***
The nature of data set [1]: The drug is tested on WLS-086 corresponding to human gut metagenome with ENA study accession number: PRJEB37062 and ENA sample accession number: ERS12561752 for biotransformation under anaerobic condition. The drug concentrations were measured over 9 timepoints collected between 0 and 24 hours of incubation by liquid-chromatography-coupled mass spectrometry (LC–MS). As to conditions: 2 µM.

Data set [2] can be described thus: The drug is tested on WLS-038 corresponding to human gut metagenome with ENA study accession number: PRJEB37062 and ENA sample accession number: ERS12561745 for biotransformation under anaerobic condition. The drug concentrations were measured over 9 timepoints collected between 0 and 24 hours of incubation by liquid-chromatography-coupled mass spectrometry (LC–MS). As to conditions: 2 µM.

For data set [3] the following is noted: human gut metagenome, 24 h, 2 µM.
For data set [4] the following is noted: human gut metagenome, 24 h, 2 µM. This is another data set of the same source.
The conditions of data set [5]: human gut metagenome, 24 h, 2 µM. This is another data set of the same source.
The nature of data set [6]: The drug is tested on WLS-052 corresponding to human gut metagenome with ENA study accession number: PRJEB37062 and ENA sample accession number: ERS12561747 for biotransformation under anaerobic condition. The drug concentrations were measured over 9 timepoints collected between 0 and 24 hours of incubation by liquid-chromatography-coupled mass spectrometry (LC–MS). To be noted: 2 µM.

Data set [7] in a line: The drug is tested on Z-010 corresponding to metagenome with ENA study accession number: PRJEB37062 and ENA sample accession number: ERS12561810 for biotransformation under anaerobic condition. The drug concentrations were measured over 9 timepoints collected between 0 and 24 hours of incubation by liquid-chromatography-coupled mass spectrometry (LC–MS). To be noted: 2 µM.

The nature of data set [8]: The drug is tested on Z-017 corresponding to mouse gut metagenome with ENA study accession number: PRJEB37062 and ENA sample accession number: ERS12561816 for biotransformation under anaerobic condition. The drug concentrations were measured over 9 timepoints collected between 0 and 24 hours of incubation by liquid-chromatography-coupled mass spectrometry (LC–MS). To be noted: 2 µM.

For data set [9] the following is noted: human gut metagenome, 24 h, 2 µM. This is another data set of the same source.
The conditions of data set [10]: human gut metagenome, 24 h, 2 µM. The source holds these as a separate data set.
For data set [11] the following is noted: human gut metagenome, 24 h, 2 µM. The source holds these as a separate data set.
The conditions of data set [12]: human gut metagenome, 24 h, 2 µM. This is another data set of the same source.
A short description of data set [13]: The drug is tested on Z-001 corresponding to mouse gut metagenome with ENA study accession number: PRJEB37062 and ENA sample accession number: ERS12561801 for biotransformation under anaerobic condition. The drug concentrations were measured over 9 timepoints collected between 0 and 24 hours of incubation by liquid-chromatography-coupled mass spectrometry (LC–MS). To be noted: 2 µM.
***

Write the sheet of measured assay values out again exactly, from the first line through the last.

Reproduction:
The nature of data set [1]: The drug is tested on WLS-086 corresponding to human gut metagenome with ENA study accession number: PRJEB37062 and ENA sample accession number: ERS12561752 for biotransformation under anaerobic condition. The drug concentrations were measured over 9 timepoints collected between 0 and 24 hours of incubation by liquid-chromatography-coupled mass spectrometry (LC–MS). As to conditions: 2 µM.

Data set [2] can be described thus: The drug is tested on WLS-038 corresponding to human gut metagenome with ENA study accession number: PRJEB37062 and ENA sample accession number: ERS12561745 for biotransformation under anaerobic condition. The drug concentrations were measured over 9 timepoints collected between 0 and 24 hours of incubation by liquid-chromatography-coupled mass spectrometry (LC–MS). As to conditions: 2 µM.

For data set [3] the following is noted: human gut metagenome, 24 h, 2 µM.
For data set [4] the following is noted: human gut metagenome, 24 h, 2 µM. This is another data set of the same source.
The conditions of data set [5]: human gut metagenome, 24 h, 2 µM. This is another data set of the same source.
The nature of data set [6]: The drug is tested on WLS-052 corresponding to human gut metagenome with ENA study accession number: PRJEB37062 and ENA sample accession number: ERS12561747 for biotransformation under anaerobic condition. The drug concentrations were measured over 9 timepoints collected between 0 and 24 hours of incubation by liquid-chromatography-coupled mass spectrometry (LC–MS). To be noted: 2 µM.

Data set [7] in a line: The drug is tested on Z-010 corresponding to metagenome with ENA study accession number: PRJEB37062 and ENA sample accession number: ERS12561810 for biotransformation under anaerobic condition. The drug concentrations were measured over 9 timepoints collected between 0 and 24 hours of incubation by liquid-chromatography-coupled mass spectrometry (LC–MS). To be noted: 2 µM.

The nature of data set [8]: The drug is tested on Z-017 corresponding to mouse gut metagenome with ENA study accession number: PRJEB37062 and ENA sample accession number: ERS12561816 for biotransformation under anaerobic condition. The drug concentrations were measured over 9 timepoints collected between 0 and 24 hours of incubation by liquid-chromatography-coupled mass spectrometry (LC–MS). To be noted: 2 µM.

For data set [9] the following is noted: human gut metagenome, 24 h, 2 µM. This is another data set of the same source.
The conditions of data set [10]: human gut metagenome, 24 h, 2 µM. The source holds these as a separate data set.
For data set [11] the following is noted: human gut metagenome, 24 h, 2 µM. The source holds these as a separate data set.
The conditions of data set [12]: human gut metagenome, 24 h, 2 µM. This is another data set of the same source.
A short description of data set [13]: The drug is tested on Z-001 corresponding to mouse gut metagenome with ENA study accession number: PRJEB37062 and ENA sample accession number: ERS12561801 for biotransformation under anaerobic condition. The drug concentrations were measured over 9 timepoints collected between 0 and 24 hours of incubation by liquid-chromatography-coupled mass spectrometry (LC–MS). To be noted: 2 µM.